Find The Umbrella And The Danger of Absolutes


The Find The Umbrella parable is likely apocryphal but it’s a useful way to explain why absolute rules in companies can backfire from their intentions. While there are many versions of the story, here’s the one I’ve told:

A salesperson flies to meet a client only to find an unexpected severe thunderstorm is drenching the city. Rather than showing up soaking wet, he buys an umbrella for $20 from a street vendor. The umbrella keeps the salesperson dry for a while but, being poor quality, breaks in the gusty wind later in the day.

When he gets back to the office, he submits an expense report for the trip, including the $20 for the umbrella. Finance rejects the expense report with a note that personal items like umbrellas are not reimbursable. The sales person ruminates for a bit and a few days later re-submits the exact same expense report with a note explaining the umbrella was a work expense, as he only bought it due to the trip and can no longer use it. Finance rejects the expense report again, reiterating IN ALL CAPS that the rules state personal items are not reimbursable.

Increasingly annoyed, the salesperson submits the expense report for a third time removing the line item for the umbrella but keeping the total expense the same. He added a defiant note: Find The Umbrella!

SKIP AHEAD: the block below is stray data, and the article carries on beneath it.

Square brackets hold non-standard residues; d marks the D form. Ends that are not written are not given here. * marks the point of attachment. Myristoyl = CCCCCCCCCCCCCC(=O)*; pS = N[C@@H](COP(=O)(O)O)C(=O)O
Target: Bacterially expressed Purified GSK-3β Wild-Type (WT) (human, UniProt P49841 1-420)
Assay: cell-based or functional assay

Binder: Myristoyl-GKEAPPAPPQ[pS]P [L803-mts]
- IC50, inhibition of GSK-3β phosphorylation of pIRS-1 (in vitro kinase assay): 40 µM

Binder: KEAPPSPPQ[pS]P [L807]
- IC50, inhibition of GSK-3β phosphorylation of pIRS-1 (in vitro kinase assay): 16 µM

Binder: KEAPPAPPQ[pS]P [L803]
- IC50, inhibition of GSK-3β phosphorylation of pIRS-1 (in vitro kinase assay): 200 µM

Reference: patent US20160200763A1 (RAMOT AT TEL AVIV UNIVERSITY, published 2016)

On the surface, the salesperson conducted expense report fraud by claiming reimbursement for an item not covered by company policy. He clearly broke the rules – even if it’s only $20. As absolutely no personal items can be expensed, finance was only doing their job.

But should the expense report policy be an absolute rule?

Expense policies sometimes require interpretation or flexibility. For example, it’s common to have a per person limit on how much can be charged for a meal. If approved in advance, these limits can be increased for special circumstances (such as expensive cities or company celebrations).

But what happens if the employee inadvertently goes over the limit, perhaps by as little as $1? A strict interpretation of an absolute rule would be to deny the expense or at least force the employee to pay the difference. A more reasonable result would be to remind the employee about the policy, pay the full amount, and track if this becomes a pattern of behavior.

Which brings us back to the umbrella. While not covered by policy, we should pay the expense. It’s reasonable behavior for the salesperson to have purchased the umbrella while in that situation and there’s a low probability it will happen again.

The only open question is how to find the umbrella hidden in the expense report. The odds are it is buried in inflated dining expenses, the most common type of expense report fraud. Or, as my first boss quipped when he told me the Find The Umbrella parable: “He ate it.”

, ,


  1. Rules or Standards? - Manage By Walking Around - July 16, 2023

    […] Find The Umbrella And The Danger of AbsolutesApril 30, 2023 […]

Leave a Reply